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I have been trying to find a general expression for $${I=\int_0^{\infty}}\frac{x^m}{(1+x^N)^k}dx$$ where $m,N,k\in\mathbb{N}_0$ , $m\leq{Nk-2}$ , $N\geq2$ and $k\geq1$. To do so I have been using residue theorem from complex analysis. In doing this, the residue at $e^{\frac{i\pi}N}$ needs to be calculated and this being a k-th order pole, the calculation is quite complicated. Using the formula described here, I created a script in MATLAB to symbolically differentiate $k-1$ times and take the limit and upon doing this several patterns emerged. When $m=0$, the residue seems to resolve to $$\frac{(-1)^k}{(k-1)!}\frac{e^{\frac{i\pi}N}}{N^k}\prod_{j=1}^{k-1}(jN-1)$$ though I do not have a rigourous proof for this. Otherwise, it seems the residue takes the form $$\frac{(-1)^k}{(k-1)!}\frac{e^{\frac{i\pi{(m+1)}}N}}{N^k}(g_k(N,m)+(m+1)^{k-1})$$ Where $g_k$ is a polynomial in N and m of degree $k-1$. Again, I have no rigourous proof for this, but it seems the pattern holds. Particular values of $g_k$ are as follow: $$g_1=0\\g_2=-N\\g_3=2N^2-3Nm-3N\\g_4=-6N^3+11N^2m+11N^2-6Nm^2-12Nm-6N\\g_5=24N^4-50N^3m-50N^3+35N^2m^2+70N^2m+35N^2-10Nm^3-30Nm^2-30Nm-10N$$ To me, it looks like there is a whole lot of relationships between the coefficients of these polynomials and that there might be a closed form expression for $g_k$, but other than the highest degree coefficient being $(-1)^{k-1}(k-1)!$ for $k\gt1$, I have no ideas about the nature of these polynomials, nor if there actually is a closed form expression for them. One thing to note is the separation of the $(m+1)^{k-1}$ may be making things harder to resolve, as including the one with the terms with only N makes the terms with only N equal to the product of factors seen in the case where $m=0$. The polynomials do not seem to factor. Are these polynomials a known series (i.e. are these a named group of polynomials). If not does anyone have any insights into the nature of these polynomials? Is there anyway to discern whether or not a closed form expression can be found? If there is and if these polynomials do have a closed form expression, what is it?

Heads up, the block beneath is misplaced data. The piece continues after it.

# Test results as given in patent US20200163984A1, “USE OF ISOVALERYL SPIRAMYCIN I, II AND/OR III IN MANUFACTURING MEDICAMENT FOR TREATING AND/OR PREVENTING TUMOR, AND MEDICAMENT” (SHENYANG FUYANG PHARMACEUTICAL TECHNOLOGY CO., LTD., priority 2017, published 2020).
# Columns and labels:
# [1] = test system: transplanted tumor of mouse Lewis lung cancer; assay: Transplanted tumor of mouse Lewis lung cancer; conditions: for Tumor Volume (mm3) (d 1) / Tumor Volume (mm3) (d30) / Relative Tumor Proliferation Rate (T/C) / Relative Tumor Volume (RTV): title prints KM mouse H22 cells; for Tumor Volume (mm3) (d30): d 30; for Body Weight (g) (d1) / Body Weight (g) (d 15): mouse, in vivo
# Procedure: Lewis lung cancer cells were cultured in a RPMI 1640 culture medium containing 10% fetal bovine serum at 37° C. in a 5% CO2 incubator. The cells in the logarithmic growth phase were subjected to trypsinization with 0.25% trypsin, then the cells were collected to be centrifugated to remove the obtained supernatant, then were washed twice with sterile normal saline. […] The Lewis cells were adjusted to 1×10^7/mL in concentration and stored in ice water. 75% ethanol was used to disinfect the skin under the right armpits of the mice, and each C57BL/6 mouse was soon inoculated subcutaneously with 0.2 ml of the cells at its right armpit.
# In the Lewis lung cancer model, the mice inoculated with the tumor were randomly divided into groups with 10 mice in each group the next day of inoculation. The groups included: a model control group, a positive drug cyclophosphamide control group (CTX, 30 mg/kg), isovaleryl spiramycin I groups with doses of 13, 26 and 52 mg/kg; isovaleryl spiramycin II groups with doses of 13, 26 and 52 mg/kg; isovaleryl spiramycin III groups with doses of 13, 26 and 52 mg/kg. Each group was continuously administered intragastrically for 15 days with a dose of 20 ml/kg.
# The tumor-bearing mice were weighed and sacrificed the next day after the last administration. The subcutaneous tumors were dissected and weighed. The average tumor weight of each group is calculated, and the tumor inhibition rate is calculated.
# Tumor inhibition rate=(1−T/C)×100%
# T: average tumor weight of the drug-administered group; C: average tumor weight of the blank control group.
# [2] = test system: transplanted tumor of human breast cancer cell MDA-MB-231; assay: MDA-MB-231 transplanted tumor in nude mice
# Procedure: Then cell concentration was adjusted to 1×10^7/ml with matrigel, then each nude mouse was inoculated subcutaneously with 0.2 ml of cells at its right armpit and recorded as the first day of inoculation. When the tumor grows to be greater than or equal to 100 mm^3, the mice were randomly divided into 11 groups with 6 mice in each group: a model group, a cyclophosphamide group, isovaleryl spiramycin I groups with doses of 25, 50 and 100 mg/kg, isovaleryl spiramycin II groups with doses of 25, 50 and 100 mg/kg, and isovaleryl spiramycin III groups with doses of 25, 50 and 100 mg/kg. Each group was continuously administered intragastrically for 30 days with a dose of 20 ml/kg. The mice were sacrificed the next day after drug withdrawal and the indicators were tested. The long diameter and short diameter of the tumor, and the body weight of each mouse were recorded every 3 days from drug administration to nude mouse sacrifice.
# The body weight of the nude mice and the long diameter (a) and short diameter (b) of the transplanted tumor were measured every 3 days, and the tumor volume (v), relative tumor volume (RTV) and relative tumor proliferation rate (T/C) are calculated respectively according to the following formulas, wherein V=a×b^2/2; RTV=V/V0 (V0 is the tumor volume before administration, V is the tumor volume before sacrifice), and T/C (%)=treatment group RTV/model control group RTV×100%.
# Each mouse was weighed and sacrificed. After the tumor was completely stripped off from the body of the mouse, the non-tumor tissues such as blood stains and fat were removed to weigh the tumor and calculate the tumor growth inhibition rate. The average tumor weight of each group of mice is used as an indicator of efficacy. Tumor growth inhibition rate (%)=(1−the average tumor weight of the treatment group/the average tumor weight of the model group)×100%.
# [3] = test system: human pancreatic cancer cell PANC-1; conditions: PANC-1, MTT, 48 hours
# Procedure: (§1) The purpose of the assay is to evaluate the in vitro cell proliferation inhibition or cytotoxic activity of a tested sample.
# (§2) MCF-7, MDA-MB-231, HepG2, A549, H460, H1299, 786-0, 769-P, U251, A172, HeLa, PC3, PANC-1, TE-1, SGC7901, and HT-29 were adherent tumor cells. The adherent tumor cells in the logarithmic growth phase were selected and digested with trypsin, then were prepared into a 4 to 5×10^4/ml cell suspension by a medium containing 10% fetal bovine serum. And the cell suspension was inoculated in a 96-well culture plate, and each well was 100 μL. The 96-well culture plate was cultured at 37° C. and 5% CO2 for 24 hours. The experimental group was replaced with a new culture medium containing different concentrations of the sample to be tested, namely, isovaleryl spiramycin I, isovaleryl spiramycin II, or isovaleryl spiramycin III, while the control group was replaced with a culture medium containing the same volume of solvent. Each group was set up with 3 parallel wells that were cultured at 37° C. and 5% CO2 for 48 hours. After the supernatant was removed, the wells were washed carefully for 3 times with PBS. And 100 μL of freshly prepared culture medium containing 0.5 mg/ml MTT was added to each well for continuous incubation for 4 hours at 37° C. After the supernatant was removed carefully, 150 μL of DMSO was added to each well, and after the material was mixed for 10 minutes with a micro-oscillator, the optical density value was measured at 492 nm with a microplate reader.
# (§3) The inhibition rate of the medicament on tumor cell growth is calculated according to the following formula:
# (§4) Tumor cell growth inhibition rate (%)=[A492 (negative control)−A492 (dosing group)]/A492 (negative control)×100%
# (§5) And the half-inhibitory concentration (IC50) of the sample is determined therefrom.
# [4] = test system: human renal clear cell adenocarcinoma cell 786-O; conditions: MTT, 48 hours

Edit: To be clear, I am looking for insights into the described polynomials, not the integral itself.

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As one could expect the antiderivative is given by a gaussian hypegeomtric function $$I=\int\frac{x^m}{(1+x^n)^k}dx$$ Let $x^n=t$ to make $$I=\frac 1n\int \frac {t^{\frac{m+1-n}{n}} } {(1+t)^k }dt=\frac{t^{\frac{m+1}{n}}}{m+1}\,\, _2F_1\left(k,\frac{m+1}{n};\frac{m+n+1}{n};-t\right)$$ Back to $x$ $$I=\frac{x^{m+1}}{m+1}\,\, _2F_1\left(k,\frac{m+1}{n};\frac{m+n+1}{n};-x^n\right)$$ $$J=\int_0^\infty\frac{x^m}{(1+x^n)^k}dx=\frac{\Gamma \left(\frac{m+1}{n}\right) \Gamma \left(k-\frac{m+1}{n}\right)}{n \, \Gamma (k)}$$ provided that $\Re(n)>0\land \Re(m-k n)<-1\land \Re(m)>-1$

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  • $\begingroup$ I am not an academically trained mathematician, so an explanation as to why the hypergeometric function applies here would be appreciated. Upon posting this question, I was mainly interested in the nature of these polynomials, so some sort of "intuitive" connection between the hypergeometric series and these would be great. $\endgroup$ – Nile Waldal Oct 4 at 7:49
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Hope this will help. My approach is using the Beta function. By substitute $t = x^n$: $${I=\int_0^{\infty}}\frac{x^m}{(1+x^N)^k}dx=\frac{1}{n}\int_0^{\infty}\frac{t^{\frac{m+1}{n}-1}}{(1+t)^k}dt=\frac{\Gamma \left(\frac{m+1}{n}\right) \Gamma \left(k-\frac{m+1}{n}\right)}{n \, \Gamma (k)} $$

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